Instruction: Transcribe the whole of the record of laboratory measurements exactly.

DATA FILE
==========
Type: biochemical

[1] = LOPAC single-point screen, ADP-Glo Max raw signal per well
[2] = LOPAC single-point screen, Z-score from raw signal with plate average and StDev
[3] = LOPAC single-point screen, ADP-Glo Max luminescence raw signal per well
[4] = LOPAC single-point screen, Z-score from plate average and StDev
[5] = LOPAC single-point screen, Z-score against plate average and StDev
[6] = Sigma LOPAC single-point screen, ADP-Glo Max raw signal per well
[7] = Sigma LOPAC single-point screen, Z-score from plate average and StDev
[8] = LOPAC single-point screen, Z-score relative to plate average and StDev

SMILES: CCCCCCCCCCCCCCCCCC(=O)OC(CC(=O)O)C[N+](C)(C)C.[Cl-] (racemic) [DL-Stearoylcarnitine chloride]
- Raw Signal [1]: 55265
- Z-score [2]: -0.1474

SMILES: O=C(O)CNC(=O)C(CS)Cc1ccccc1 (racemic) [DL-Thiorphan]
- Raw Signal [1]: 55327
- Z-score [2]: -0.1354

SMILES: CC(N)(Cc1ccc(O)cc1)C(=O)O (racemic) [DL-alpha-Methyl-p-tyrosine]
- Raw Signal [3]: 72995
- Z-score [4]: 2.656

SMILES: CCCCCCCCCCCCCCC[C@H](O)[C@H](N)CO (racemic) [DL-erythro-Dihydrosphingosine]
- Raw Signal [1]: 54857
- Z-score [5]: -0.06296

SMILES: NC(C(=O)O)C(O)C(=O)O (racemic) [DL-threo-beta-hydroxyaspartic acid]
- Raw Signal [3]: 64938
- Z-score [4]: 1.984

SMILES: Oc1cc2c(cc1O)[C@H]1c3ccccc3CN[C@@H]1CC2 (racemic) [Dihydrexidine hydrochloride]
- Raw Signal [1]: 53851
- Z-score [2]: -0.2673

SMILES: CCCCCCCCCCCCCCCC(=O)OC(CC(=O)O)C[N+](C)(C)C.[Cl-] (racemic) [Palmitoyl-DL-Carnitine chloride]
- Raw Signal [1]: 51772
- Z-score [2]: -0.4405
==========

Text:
Type: biochemical

[1] = LOPAC single-point screen, ADP-Glo Max raw signal per well
[2] = LOPAC single-point screen, Z-score from raw signal with plate average and StDev
[3] = LOPAC single-point screen, ADP-Glo Max luminescence raw signal per well
[4] = LOPAC single-point screen, Z-score from plate average and StDev
[5] = LOPAC single-point screen, Z-score against plate average and StDev
[6] = Sigma LOPAC single-point screen, ADP-Glo Max raw signal per well
[7] = Sigma LOPAC single-point screen, Z-score from plate average and StDev
[8] = LOPAC single-point screen, Z-score relative to plate average and StDev

SMILES: CCCCCCCCCCCCCCCCCC(=O)OC(CC(=O)O)C[N+](C)(C)C.[Cl-] (racemic) [DL-Stearoylcarnitine chloride]
- Raw Signal [1]: 55265
- Z-score [2]: -0.1474

SMILES: O=C(O)CNC(=O)C(CS)Cc1ccccc1 (racemic) [DL-Thiorphan]
- Raw Signal [1]: 55327
- Z-score [2]: -0.1354

SMILES: CC(N)(Cc1ccc(O)cc1)C(=O)O (racemic) [DL-alpha-Methyl-p-tyrosine]
- Raw Signal [3]: 72995
- Z-score [4]: 2.656

SMILES: CCCCCCCCCCCCCCC[C@H](O)[C@H](N)CO (racemic) [DL-erythro-Dihydrosphingosine]
- Raw Signal [1]: 54857
- Z-score [5]: -0.06296

SMILES: NC(C(=O)O)C(O)C(=O)O (racemic) [DL-threo-beta-hydroxyaspartic acid]
- Raw Signal [3]: 64938
- Z-score [4]: 1.984

SMILES: Oc1cc2c(cc1O)[C@H]1c3ccccc3CN[C@@H]1CC2 (racemic) [Dihydrexidine hydrochloride]
- Raw Signal [1]: 53851
- Z-score [2]: -0.2673

SMILES: CCCCCCCCCCCCCCCC(=O)OC(CC(=O)O)C[N+](C)(C)C.[Cl-] (racemic) [Palmitoyl-DL-Carnitine chloride]
- Raw Signal [1]: 51772
- Z-score [2]: -0.4405